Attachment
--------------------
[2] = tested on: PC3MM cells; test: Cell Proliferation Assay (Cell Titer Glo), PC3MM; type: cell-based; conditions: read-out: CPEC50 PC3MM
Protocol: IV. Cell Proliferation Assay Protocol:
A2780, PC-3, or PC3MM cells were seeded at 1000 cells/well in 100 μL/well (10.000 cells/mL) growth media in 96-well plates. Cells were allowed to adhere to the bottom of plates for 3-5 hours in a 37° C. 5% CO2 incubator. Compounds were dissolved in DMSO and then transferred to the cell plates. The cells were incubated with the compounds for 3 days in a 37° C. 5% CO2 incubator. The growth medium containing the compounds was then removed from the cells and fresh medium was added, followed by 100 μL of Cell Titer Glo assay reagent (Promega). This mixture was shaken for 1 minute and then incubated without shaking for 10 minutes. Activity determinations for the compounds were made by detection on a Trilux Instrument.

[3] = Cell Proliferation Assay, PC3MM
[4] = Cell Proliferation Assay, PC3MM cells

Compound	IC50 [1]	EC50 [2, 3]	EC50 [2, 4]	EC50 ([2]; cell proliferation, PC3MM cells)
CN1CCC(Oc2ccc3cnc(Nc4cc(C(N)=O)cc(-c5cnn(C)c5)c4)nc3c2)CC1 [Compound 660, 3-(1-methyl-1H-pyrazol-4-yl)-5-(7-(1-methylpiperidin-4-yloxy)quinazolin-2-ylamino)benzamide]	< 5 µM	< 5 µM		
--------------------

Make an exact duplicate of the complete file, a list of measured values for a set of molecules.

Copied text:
[2] = tested on: PC3MM cells; test: Cell Proliferation Assay (Cell Titer Glo), PC3MM; type: cell-based; conditions: read-out: CPEC50 PC3MM
Protocol: IV. Cell Proliferation Assay Protocol:
A2780, PC-3, or PC3MM cells were seeded at 1000 cells/well in 100 μL/well (10.000 cells/mL) growth media in 96-well plates. Cells were allowed to adhere to the bottom of plates for 3-5 hours in a 37° C. 5% CO2 incubator. Compounds were dissolved in DMSO and then transferred to the cell plates. The cells were incubated with the compounds for 3 days in a 37° C. 5% CO2 incubator. The growth medium containing the compounds was then removed from the cells and fresh medium was added, followed by 100 μL of Cell Titer Glo assay reagent (Promega). This mixture was shaken for 1 minute and then incubated without shaking for 10 minutes. Activity determinations for the compounds were made by detection on a Trilux Instrument.

[3] = Cell Proliferation Assay, PC3MM
[4] = Cell Proliferation Assay, PC3MM cells

Compound	IC50 [1]	EC50 [2, 3]	EC50 [2, 4]	EC50 ([2]; cell proliferation, PC3MM cells)
CN1CCC(Oc2ccc3cnc(Nc4cc(C(N)=O)cc(-c5cnn(C)c5)c4)nc3c2)CC1 [Compound 660, 3-(1-methyl-1H-pyrazol-4-yl)-5-(7-(1-methylpiperidin-4-yloxy)quinazolin-2-ylamino)benzamide]	< 5 µM	< 5 µM		